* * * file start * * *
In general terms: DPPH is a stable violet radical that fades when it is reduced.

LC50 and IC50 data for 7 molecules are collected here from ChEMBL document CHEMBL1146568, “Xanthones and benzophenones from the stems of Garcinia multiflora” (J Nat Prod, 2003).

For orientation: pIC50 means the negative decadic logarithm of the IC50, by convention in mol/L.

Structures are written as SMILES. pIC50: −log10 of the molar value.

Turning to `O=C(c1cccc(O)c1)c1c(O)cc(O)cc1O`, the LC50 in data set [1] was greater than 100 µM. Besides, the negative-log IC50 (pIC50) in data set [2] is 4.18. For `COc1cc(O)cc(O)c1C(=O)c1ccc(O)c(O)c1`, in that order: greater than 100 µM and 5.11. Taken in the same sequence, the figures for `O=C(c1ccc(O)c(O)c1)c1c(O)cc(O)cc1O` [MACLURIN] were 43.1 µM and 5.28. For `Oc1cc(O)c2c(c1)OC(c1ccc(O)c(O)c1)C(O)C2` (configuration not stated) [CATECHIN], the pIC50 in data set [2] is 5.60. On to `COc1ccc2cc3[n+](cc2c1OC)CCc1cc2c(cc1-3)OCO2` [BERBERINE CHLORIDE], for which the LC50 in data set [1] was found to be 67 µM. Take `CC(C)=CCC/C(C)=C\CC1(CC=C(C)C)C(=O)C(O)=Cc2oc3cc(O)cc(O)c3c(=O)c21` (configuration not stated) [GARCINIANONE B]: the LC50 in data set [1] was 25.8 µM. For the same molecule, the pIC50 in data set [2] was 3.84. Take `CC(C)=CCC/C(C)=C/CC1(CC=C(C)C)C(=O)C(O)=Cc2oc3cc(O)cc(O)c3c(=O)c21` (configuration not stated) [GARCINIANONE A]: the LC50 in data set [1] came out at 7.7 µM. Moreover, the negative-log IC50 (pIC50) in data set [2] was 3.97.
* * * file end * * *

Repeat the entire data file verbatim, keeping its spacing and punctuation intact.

In general terms: DPPH is a stable violet radical that fades when it is reduced.

LC50 and IC50 data for 7 molecules are collected here from ChEMBL document CHEMBL1146568, “Xanthones and benzophenones from the stems of Garcinia multiflora” (J Nat Prod, 2003).

For orientation: pIC50 means the negative decadic logarithm of the IC50, by convention in mol/L.

Structures are written as SMILES. pIC50: −log10 of the molar value.

Turning to `O=C(c1cccc(O)c1)c1c(O)cc(O)cc1O`, the LC50 in data set [1] was greater than 100 µM. Besides, the negative-log IC50 (pIC50) in data set [2] is 4.18. For `COc1cc(O)cc(O)c1C(=O)c1ccc(O)c(O)c1`, in that order: greater than 100 µM and 5.11. Taken in the same sequence, the figures for `O=C(c1ccc(O)c(O)c1)c1c(O)cc(O)cc1O` [MACLURIN] were 43.1 µM and 5.28. For `Oc1cc(O)c2c(c1)OC(c1ccc(O)c(O)c1)C(O)C2` (configuration not stated) [CATECHIN], the pIC50 in data set [2] is 5.60. On to `COc1ccc2cc3[n+](cc2c1OC)CCc1cc2c(cc1-3)OCO2` [BERBERINE CHLORIDE], for which the LC50 in data set [1] was found to be 67 µM. Take `CC(C)=CCC/C(C)=C\CC1(CC=C(C)C)C(=O)C(O)=Cc2oc3cc(O)cc(O)c3c(=O)c21` (configuration not stated) [GARCINIANONE B]: the LC50 in data set [1] was 25.8 µM. For the same molecule, the pIC50 in data set [2] was 3.84. Take `CC(C)=CCC/C(C)=C/CC1(CC=C(C)C)C(=O)C(O)=Cc2oc3cc(O)cc(O)c3c(=O)c21` (configuration not stated) [GARCINIANONE A]: the LC50 in data set [1] came out at 7.7 µM. Moreover, the negative-log IC50 (pIC50) in data set [2] was 3.97.